Growing up, my grandfather was one of my heroes. His given name was Homer, but we all called him Bones. The son of a Methodist minister, he served as a Navy doctor during World War II and practiced urology in Houston for four decades. He was a man of strong faith and principle; humble, honest, and exceedingly kind.
As a doctor, he was financially secure, but his lifestyle was modest by most any measure - likely a consequence of having grown up during the Great Depression. He lived in the same house for nearly fifty years and drove a Buick sedan. If he found something broken around the house, his first response was to try to fix it rather than rushing to the store. He often kept and consumed his groceries well past their expiration date, which meant that we grandkids were careful to take a good, hard look at the food in his kitchen before taking a bite. Despite his frugality, he was generous with his money, and even more generous with his time: serving for many years as a Sunday School teacher, reading to underprivileged students at a nearby school, and actively participating in a number of civic and professional organizations.
When I exchanged wedding vows with my wife seven years ago, she placed Bones’s old wedding ring on my finger: a tangible reminder of the impact he had, and continues to have, on my life.
I hope you’ve had the chance to know and learn from someone like Bones: someone who inspired you to do better – to be better – by the quiet force of their character. There seems to be a lot of wailing about the lack of leadership in our world today, and to be fair, many leaders are facing extraordinary challenges right now. In my humble opinion, what we really need is more role models like Bones: people who lead by example rather than rhetoric, who seek to serve others rather than themselves.
I would also suggest that we need more financial role models like Bones. No matter where you are in your career or how much money you make, one of the biggest challenges you will face is the temptation to spend more as your income rises. Commonly referred to as “lifestyle inflation,” it’s a subtle, progressive condition that stems from our tendency to compare what we have to what other people have, plus the fact that there are a lot of fun, easy ways to spend money. There are other reasons too, of course – some cultural, some individual – but these are two of the primary culprits.
The evidence for lifestyle inflation is perhaps more anecdotal than statistical, although a recent Morningstar study did find that savings rates tend not to rise in lockstep with salary raises/bonuses. Statistics aside, we’ve all seen and/or experienced it. Every story you read about an athlete or celebrity frittering away their fortune involves lifestyle inflation. Moving to a nicer neighborhood, sending your kids to private school, joining a country club – these are obvious examples, but most inflationary spending decisions are invisibly sprinkled into day-to-day life. Eventually, you realize that you're living far more comfortably than you used to, but your savings haven't quite kept the same pace. Again, it doesn’t matter if you make $50,000/yr or $5,000,000/yr, there are always going to be enticing ways to spend your money, and there will always be people who make and spend more than you do. As my great-uncle, Bones’s brother-in-law, used to say, “The bigger the swimming pool, the more water it takes to fill it.”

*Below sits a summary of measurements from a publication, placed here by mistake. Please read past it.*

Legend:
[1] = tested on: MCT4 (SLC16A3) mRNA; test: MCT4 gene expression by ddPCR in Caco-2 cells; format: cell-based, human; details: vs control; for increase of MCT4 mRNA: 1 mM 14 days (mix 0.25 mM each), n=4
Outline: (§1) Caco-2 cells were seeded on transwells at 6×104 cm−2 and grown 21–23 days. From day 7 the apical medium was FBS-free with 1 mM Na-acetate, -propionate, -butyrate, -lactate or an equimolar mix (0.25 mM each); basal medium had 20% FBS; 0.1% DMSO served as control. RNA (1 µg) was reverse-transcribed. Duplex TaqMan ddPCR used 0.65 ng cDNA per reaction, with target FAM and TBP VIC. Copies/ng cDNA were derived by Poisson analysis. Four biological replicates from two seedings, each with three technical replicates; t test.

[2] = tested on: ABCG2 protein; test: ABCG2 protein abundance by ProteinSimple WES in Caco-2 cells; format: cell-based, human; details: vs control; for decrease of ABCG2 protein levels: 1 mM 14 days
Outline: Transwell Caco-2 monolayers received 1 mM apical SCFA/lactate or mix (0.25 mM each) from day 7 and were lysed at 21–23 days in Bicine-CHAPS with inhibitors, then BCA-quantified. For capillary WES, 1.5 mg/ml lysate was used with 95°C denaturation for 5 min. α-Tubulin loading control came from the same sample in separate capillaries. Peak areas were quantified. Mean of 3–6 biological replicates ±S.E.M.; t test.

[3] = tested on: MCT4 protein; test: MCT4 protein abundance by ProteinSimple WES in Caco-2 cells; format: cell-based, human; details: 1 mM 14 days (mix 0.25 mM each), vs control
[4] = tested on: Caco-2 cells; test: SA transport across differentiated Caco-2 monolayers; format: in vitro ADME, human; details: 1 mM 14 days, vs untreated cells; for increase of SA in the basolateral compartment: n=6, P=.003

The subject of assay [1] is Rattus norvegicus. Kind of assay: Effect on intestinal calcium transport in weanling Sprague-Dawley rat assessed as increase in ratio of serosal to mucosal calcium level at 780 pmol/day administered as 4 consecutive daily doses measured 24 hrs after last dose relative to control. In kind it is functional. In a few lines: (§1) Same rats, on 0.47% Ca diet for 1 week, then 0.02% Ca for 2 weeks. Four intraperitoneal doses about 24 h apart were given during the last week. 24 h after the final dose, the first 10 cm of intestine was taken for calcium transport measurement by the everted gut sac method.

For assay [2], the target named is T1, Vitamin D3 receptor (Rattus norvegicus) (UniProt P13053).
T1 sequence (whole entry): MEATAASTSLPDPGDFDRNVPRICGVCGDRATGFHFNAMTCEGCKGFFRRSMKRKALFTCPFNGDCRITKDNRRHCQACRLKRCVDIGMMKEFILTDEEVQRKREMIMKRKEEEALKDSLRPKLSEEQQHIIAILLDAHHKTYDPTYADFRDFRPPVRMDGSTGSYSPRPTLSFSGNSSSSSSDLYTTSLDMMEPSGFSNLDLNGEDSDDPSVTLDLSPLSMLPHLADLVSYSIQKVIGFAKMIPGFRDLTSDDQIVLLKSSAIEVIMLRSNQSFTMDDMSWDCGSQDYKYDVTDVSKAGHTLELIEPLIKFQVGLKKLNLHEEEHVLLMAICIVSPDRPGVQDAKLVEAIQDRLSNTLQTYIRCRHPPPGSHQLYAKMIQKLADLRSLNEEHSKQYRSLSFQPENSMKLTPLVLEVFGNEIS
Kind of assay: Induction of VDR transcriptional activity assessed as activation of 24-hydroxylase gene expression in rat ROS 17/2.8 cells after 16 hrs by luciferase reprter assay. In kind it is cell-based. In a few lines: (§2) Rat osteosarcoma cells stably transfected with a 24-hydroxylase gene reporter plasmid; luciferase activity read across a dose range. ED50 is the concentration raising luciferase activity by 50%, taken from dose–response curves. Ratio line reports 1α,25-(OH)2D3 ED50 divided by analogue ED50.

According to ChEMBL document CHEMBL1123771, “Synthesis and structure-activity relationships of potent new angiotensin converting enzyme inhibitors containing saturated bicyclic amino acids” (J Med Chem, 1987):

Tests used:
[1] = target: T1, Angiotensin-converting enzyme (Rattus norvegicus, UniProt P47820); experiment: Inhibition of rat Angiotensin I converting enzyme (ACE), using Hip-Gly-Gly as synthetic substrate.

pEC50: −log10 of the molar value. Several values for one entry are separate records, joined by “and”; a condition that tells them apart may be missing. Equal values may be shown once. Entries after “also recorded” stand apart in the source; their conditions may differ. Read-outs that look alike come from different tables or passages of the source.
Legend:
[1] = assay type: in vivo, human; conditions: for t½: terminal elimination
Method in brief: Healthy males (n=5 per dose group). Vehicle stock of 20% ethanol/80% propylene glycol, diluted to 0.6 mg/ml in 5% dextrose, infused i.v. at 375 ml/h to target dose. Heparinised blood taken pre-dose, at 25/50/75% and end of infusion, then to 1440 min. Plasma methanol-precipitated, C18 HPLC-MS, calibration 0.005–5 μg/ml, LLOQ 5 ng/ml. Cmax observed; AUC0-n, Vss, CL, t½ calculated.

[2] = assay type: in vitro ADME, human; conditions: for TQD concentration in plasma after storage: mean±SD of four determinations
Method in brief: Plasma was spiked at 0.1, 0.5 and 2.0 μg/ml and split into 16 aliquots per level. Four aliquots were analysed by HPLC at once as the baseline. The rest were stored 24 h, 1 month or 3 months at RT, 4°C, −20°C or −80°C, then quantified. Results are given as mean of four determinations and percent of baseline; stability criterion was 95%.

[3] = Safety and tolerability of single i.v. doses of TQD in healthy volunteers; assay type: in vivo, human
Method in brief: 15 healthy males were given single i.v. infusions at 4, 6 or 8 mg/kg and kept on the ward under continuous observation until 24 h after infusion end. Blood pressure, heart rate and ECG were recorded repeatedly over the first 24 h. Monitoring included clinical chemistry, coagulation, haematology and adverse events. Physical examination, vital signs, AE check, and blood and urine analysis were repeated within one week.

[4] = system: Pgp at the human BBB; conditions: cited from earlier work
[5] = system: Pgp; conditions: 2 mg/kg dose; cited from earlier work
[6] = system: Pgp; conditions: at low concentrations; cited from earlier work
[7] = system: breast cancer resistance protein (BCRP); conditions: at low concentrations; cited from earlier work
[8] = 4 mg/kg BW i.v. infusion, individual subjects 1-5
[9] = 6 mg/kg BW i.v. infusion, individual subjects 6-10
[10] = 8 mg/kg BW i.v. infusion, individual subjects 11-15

Now, I’m not saying that you need to stick to some arbitrarily low level of spending, or that you should adopt an ascetic lifestyle and deprive yourself of all worldly goods and pleasures. Furthermore, my goal is not to cast judgment, since we are all guilty of succumbing to lifestyle inflation to some degree. My point is simply to bring awareness to this all-too-common phenomenon, and to encourage you not to get too carried away with your spending at the expense of your savings.
Here are a few key points to remember:
- The more you spend, the bigger your retirement portfolio needs to be to sustain that level of spending.
- Investments (generally) need time to grow. Even if you’re able to set aside more money towards retirement later in your earnings career, those dollars won’t have as much time to grow/compound.
- If you allow your lifestyle spending to rise and your savings rate to stagnate, you’re more likely to find yourself in a situation where you can’t make up for lost time/savings opportunities.
- The best advice is to develop early savings habits; these habits act as a behavioral guardrail to keep you on the financial independence highway, and (as mentioned in point #2) the money you save early on will reap more fruit than the money you save later.
- Comparing yourself to others is a recipe for dissatisfaction in most areas of life, including your spending habits. Resist the urge!
You don’t have to live in the same house for half a century or drive a Buick sedan to be financially secure. On the other hand, if you move into a bigger house every few years and regularly upgrade your sports car just because you can…well, unless you're worth eight or nine figures, that kind of lifestyle inflation can ravage your finances. Rather than chasing those high-flying Joneses, try keeping up with the Boneses instead.
And Now For Something Completely Different...
A righteous rendition of “Donna Lee” by Joe Pass and Niels-Henning Ørsted Pedersen. To quote jazz legend Oscar Peterson, “Niels didn’t play the bass, he was the bass.”